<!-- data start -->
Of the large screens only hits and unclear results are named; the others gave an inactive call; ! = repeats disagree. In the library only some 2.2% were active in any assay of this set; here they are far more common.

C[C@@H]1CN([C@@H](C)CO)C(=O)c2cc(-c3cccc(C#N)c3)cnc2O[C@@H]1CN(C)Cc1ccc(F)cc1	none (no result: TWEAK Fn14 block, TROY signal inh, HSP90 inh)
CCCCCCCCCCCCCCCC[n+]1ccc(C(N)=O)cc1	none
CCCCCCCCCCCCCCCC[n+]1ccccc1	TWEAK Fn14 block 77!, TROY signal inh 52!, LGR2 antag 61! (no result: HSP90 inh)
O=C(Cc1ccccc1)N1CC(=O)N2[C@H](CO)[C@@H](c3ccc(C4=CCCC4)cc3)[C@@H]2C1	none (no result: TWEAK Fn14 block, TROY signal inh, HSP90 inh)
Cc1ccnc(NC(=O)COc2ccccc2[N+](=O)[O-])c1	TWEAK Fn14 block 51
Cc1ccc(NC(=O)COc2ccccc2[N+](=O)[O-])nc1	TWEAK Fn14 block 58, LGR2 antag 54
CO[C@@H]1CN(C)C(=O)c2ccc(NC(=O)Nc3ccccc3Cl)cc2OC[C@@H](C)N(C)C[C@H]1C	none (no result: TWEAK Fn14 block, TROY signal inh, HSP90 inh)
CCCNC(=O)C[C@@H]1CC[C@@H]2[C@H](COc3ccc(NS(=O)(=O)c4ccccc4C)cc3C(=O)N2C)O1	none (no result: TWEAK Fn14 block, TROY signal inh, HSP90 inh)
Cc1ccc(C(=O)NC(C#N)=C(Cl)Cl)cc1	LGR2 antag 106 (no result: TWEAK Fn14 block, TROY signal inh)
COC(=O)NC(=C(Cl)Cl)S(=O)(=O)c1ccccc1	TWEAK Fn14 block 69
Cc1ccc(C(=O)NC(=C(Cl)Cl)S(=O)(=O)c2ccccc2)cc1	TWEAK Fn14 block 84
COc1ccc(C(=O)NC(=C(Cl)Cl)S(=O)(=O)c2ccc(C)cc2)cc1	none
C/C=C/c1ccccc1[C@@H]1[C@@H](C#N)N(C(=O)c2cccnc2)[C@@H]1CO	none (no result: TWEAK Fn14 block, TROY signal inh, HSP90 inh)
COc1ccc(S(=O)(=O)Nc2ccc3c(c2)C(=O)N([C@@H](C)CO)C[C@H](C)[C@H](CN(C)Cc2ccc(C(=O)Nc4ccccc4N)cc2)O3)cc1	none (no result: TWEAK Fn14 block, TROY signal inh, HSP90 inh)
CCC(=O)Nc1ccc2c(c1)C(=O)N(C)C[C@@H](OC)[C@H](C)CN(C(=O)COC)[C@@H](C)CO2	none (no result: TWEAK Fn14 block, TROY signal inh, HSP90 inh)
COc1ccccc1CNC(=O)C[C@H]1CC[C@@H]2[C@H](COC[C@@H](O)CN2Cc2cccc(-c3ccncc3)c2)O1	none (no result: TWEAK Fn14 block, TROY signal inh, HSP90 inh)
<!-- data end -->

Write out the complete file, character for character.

Of the large screens only hits and unclear results are named; the others gave an inactive call; ! = repeats disagree. In the library only some 2.2% were active in any assay of this set; here they are far more common.

C[C@@H]1CN([C@@H](C)CO)C(=O)c2cc(-c3cccc(C#N)c3)cnc2O[C@@H]1CN(C)Cc1ccc(F)cc1	none (no result: TWEAK Fn14 block, TROY signal inh, HSP90 inh)
CCCCCCCCCCCCCCCC[n+]1ccc(C(N)=O)cc1	none
CCCCCCCCCCCCCCCC[n+]1ccccc1	TWEAK Fn14 block 77!, TROY signal inh 52!, LGR2 antag 61! (no result: HSP90 inh)
O=C(Cc1ccccc1)N1CC(=O)N2[C@H](CO)[C@@H](c3ccc(C4=CCCC4)cc3)[C@@H]2C1	none (no result: TWEAK Fn14 block, TROY signal inh, HSP90 inh)
Cc1ccnc(NC(=O)COc2ccccc2[N+](=O)[O-])c1	TWEAK Fn14 block 51
Cc1ccc(NC(=O)COc2ccccc2[N+](=O)[O-])nc1	TWEAK Fn14 block 58, LGR2 antag 54
CO[C@@H]1CN(C)C(=O)c2ccc(NC(=O)Nc3ccccc3Cl)cc2OC[C@@H](C)N(C)C[C@H]1C	none (no result: TWEAK Fn14 block, TROY signal inh, HSP90 inh)
CCCNC(=O)C[C@@H]1CC[C@@H]2[C@H](COc3ccc(NS(=O)(=O)c4ccccc4C)cc3C(=O)N2C)O1	none (no result: TWEAK Fn14 block, TROY signal inh, HSP90 inh)
Cc1ccc(C(=O)NC(C#N)=C(Cl)Cl)cc1	LGR2 antag 106 (no result: TWEAK Fn14 block, TROY signal inh)
COC(=O)NC(=C(Cl)Cl)S(=O)(=O)c1ccccc1	TWEAK Fn14 block 69
Cc1ccc(C(=O)NC(=C(Cl)Cl)S(=O)(=O)c2ccccc2)cc1	TWEAK Fn14 block 84
COc1ccc(C(=O)NC(=C(Cl)Cl)S(=O)(=O)c2ccc(C)cc2)cc1	none
C/C=C/c1ccccc1[C@@H]1[C@@H](C#N)N(C(=O)c2cccnc2)[C@@H]1CO	none (no result: TWEAK Fn14 block, TROY signal inh, HSP90 inh)
COc1ccc(S(=O)(=O)Nc2ccc3c(c2)C(=O)N([C@@H](C)CO)C[C@H](C)[C@H](CN(C)Cc2ccc(C(=O)Nc4ccccc4N)cc2)O3)cc1	none (no result: TWEAK Fn14 block, TROY signal inh, HSP90 inh)
CCC(=O)Nc1ccc2c(c1)C(=O)N(C)C[C@@H](OC)[C@H](C)CN(C(=O)COC)[C@@H](C)CO2	none (no result: TWEAK Fn14 block, TROY signal inh, HSP90 inh)
COc1ccccc1CNC(=O)C[C@H]1CC[C@@H]2[C@H](COC[C@@H](O)CN2Cc2cccc(-c3ccncc3)c2)O1	none (no result: TWEAK Fn14 block, TROY signal inh, HSP90 inh)